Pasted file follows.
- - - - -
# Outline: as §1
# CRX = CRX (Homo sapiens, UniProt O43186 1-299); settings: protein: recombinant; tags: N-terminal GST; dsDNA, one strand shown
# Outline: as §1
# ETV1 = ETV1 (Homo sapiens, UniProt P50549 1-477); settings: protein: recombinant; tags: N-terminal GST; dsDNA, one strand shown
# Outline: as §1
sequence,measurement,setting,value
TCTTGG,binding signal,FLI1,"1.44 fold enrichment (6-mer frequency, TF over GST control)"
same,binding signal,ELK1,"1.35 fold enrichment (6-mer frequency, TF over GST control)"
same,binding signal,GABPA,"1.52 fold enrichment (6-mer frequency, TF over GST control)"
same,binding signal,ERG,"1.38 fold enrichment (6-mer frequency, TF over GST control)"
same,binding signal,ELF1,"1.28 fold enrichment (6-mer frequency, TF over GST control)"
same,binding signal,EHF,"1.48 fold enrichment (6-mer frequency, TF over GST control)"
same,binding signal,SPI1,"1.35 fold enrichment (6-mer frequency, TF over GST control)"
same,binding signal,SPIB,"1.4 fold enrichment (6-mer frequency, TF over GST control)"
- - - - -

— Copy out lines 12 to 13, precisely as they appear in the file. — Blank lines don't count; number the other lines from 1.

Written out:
same,binding signal,EHF,"1.48 fold enrichment (6-mer frequency, TF over GST control)"
same,binding signal,SPI1,"1.35 fold enrichment (6-mer frequency, TF over GST control)"